From CNN by Lilit Marcus
Nearly 200 years after it sank into the sea, the galleon Götheborg is retracing its path around the world.
Well, sort of.
The original Götheborg, a trading vessel that belonged to the Swedish East India Company, sank in 1745.
Despite going down in the Göta älv river near Gothenburg harbor, divers were first able to explore its wreck in the 1980s.
That route requires passing through the Suez Canal, which was the site of a global soap opera earlier this year when a container ship called the Ever Given got stuck there for more than a week, blocking other ship traffic and disrupting global supply chains.
If all goes according to plan, Götheborg II will arrive in Shanghai sometime in October 2022.
Docked in Sweden, the ship currently has 80 crew members.
"The mission for the journey is to strengthen Swedish-Asian trade relations, and promote the need for innovative solutions for a more sustainable world," a rep for the Götheborg II tells CNN.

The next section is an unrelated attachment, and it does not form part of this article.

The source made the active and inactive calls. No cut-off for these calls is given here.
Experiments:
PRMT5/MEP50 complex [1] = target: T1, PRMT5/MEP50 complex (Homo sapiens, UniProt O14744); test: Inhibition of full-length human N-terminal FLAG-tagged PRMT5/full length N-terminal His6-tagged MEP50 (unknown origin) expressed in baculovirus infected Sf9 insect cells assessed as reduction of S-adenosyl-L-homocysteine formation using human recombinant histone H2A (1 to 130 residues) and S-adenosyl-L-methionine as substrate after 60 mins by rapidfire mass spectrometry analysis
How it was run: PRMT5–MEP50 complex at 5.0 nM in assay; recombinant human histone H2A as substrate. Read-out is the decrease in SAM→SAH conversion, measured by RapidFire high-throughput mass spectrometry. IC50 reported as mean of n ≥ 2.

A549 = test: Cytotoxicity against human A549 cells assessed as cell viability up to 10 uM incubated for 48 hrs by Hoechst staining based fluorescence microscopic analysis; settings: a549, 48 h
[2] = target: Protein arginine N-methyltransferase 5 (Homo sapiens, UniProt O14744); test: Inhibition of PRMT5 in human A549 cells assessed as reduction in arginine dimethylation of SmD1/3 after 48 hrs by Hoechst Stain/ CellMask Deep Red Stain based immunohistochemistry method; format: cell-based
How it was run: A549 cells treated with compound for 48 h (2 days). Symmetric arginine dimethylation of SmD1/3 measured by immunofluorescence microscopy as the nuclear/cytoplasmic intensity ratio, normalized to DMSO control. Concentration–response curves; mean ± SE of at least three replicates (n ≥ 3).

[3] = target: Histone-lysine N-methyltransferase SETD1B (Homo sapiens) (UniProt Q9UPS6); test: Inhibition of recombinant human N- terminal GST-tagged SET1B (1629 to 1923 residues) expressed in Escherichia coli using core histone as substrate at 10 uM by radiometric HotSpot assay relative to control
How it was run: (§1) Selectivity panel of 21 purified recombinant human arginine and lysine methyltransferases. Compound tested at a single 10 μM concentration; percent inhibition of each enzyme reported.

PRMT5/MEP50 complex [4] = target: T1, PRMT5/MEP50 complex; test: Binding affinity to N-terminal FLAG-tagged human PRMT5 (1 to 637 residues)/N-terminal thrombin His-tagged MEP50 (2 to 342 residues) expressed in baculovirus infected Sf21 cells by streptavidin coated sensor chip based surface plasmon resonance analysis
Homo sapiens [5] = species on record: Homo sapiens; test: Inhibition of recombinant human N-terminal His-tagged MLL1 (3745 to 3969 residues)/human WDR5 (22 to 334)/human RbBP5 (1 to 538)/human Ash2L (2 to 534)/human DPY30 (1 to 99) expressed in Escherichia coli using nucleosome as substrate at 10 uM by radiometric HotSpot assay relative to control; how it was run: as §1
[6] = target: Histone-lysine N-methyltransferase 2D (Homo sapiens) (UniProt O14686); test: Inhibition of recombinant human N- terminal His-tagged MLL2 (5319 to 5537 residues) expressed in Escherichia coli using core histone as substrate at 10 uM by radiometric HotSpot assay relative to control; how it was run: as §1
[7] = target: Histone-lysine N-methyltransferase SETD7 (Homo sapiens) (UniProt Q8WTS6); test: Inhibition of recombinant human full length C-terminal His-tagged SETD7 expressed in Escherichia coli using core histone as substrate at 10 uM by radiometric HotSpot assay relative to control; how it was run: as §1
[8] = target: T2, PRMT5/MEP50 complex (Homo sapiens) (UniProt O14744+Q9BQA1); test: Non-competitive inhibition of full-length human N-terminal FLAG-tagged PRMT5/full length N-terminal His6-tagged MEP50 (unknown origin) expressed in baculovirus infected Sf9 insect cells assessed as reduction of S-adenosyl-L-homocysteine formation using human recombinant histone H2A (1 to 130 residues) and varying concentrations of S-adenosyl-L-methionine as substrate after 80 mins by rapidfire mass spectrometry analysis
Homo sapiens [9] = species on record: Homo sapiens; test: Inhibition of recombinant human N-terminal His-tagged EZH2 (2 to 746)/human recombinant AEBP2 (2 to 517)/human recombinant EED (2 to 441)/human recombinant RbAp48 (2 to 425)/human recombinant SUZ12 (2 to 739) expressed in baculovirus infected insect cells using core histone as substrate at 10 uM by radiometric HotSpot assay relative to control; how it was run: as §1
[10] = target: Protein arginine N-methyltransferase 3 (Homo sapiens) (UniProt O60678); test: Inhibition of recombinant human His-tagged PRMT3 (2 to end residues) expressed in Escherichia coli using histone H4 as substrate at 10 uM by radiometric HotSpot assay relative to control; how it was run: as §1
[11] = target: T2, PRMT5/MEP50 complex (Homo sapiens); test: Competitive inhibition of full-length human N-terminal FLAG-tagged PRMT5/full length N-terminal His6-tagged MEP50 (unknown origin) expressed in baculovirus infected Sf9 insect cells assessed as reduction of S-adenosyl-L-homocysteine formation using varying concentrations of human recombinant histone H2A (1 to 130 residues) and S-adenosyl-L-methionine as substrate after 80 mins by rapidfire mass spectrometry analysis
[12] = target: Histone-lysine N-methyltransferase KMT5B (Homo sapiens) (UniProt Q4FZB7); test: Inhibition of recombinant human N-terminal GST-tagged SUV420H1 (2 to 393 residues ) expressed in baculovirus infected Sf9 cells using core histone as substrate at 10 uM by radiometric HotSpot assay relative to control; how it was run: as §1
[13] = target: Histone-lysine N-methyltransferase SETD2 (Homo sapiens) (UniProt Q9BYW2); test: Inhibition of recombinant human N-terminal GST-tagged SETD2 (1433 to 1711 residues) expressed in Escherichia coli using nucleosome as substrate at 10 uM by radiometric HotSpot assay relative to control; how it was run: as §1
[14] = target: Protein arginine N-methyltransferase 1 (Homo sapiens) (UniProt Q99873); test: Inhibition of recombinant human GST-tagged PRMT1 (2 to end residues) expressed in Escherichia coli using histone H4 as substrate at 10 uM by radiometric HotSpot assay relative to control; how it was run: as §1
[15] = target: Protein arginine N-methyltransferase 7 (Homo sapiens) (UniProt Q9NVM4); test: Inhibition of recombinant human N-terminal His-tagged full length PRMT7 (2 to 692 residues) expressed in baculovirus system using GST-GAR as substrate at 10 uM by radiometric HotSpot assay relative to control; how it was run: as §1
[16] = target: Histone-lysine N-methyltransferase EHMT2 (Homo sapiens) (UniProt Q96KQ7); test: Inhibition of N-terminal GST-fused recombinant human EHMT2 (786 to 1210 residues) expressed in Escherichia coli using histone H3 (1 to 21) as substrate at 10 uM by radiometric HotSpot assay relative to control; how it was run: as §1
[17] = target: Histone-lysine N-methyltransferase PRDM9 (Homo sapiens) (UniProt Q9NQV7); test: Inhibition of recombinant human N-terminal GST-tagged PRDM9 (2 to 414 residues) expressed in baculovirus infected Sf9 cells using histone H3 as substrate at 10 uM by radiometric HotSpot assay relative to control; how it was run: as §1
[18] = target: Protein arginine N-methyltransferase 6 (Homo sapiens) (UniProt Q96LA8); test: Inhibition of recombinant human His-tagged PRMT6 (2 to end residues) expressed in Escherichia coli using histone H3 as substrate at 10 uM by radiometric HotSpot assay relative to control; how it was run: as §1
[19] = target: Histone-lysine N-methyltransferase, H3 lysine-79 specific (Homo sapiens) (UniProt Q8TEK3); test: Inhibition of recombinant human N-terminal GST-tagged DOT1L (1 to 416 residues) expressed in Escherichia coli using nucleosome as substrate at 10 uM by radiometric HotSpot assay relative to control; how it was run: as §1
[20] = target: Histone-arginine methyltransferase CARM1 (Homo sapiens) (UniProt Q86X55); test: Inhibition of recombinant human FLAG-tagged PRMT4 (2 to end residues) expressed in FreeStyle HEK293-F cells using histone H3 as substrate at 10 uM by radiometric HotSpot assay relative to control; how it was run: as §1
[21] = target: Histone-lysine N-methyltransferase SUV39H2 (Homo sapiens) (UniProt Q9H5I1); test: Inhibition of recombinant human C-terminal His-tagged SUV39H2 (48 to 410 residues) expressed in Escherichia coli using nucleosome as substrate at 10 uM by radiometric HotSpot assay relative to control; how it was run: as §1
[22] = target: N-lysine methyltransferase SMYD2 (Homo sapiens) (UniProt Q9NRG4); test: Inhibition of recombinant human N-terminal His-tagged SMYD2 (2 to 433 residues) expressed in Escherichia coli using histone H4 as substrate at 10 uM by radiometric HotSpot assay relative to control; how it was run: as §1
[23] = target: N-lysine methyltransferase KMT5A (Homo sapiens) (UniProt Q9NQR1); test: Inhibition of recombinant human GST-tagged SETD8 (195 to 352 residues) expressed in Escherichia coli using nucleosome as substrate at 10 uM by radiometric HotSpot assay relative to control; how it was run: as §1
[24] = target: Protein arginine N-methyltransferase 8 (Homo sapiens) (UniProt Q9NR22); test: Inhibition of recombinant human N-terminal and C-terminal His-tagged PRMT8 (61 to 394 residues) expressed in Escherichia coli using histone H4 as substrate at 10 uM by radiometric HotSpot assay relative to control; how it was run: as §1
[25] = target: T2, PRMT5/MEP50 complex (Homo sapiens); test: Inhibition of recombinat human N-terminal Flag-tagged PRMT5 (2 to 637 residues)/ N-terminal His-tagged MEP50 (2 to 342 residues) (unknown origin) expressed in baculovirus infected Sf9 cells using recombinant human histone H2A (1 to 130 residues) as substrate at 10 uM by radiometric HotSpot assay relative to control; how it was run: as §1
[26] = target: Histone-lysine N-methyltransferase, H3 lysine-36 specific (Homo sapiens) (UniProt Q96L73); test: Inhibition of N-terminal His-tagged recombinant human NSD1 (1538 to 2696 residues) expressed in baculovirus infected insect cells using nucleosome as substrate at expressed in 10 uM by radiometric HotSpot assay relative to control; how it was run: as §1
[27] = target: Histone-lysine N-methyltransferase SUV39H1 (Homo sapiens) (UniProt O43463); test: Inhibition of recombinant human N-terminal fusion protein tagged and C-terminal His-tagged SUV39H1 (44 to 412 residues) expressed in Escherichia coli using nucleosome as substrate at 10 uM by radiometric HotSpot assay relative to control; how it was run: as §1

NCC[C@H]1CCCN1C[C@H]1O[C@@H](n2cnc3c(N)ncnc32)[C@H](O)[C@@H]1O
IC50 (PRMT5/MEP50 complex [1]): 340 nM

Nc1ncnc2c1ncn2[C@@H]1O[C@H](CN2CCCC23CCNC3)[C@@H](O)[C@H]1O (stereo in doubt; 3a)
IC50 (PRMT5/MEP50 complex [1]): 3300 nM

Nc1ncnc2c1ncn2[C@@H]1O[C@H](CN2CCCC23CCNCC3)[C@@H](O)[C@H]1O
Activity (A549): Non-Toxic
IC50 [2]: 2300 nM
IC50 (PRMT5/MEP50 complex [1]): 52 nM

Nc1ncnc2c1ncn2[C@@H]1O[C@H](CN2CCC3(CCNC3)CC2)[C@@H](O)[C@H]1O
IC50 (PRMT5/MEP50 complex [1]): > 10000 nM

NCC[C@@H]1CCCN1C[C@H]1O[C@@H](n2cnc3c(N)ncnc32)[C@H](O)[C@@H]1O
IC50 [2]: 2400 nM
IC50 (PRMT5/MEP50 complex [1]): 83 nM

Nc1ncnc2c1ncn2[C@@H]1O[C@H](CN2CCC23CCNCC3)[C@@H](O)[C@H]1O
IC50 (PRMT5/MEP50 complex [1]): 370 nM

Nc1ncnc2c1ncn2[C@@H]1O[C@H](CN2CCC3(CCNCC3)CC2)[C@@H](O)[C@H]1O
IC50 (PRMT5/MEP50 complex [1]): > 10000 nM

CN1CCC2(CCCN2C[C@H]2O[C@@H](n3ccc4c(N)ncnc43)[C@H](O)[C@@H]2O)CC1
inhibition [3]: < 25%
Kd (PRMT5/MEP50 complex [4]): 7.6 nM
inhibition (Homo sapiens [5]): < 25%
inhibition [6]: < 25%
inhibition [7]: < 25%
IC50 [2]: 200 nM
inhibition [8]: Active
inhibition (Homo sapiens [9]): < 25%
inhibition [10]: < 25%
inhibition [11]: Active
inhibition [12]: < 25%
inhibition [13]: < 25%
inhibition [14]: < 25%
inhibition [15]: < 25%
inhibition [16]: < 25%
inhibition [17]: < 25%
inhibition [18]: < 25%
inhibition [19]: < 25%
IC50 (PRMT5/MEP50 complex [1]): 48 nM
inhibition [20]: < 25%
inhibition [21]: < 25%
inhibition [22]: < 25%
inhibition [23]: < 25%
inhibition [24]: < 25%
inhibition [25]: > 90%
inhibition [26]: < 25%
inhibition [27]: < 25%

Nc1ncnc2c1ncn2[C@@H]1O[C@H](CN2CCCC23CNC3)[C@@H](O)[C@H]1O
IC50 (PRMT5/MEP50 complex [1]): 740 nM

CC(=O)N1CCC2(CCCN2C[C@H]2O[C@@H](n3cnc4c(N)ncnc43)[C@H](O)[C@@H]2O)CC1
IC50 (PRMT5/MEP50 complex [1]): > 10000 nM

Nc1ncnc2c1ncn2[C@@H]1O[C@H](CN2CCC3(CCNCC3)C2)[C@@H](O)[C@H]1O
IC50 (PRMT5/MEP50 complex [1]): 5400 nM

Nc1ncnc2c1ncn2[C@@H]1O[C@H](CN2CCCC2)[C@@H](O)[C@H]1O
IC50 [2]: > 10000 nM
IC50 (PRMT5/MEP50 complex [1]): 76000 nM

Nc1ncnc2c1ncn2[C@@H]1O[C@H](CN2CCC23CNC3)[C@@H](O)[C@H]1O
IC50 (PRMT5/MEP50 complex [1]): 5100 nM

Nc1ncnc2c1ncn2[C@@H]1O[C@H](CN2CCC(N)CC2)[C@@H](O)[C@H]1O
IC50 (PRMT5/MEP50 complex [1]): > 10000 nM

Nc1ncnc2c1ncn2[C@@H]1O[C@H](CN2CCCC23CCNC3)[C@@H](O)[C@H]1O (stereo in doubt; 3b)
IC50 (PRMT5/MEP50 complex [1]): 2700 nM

"The expedition's aim is to bring forward Swedish innovations and businesses as an important and necessary part of the solution towards our vision of creating a sustainable future."
During its lifetime, Götheborg was the world's largest wooden seafaring ship.
Just like its predecessor, Götheborg II is 58.5 meters (192 feet) long, 11 meters (36 feet) wide, has a vertical clearance of 47 meters (154 feet) and can reach speeds as high as 11 knots.
Altogether, it took more than a decade to complete.
The original vessel was owned by the Swedish East India Company, which was set up to establish trade between Sweden and Asian countries, primarily China.
And the ship's name, Götheborg, was particularly fitting. Gothenburg (as it's spelled in English) is situated on Sweden's west coast, making it a perfect entry and exit point for these ships.
Even today, more than 200 years later, there are still glimmers of that era in the modern, busy city.
The Swedish East India Company was re-established in 1993, although with a considerably different mission.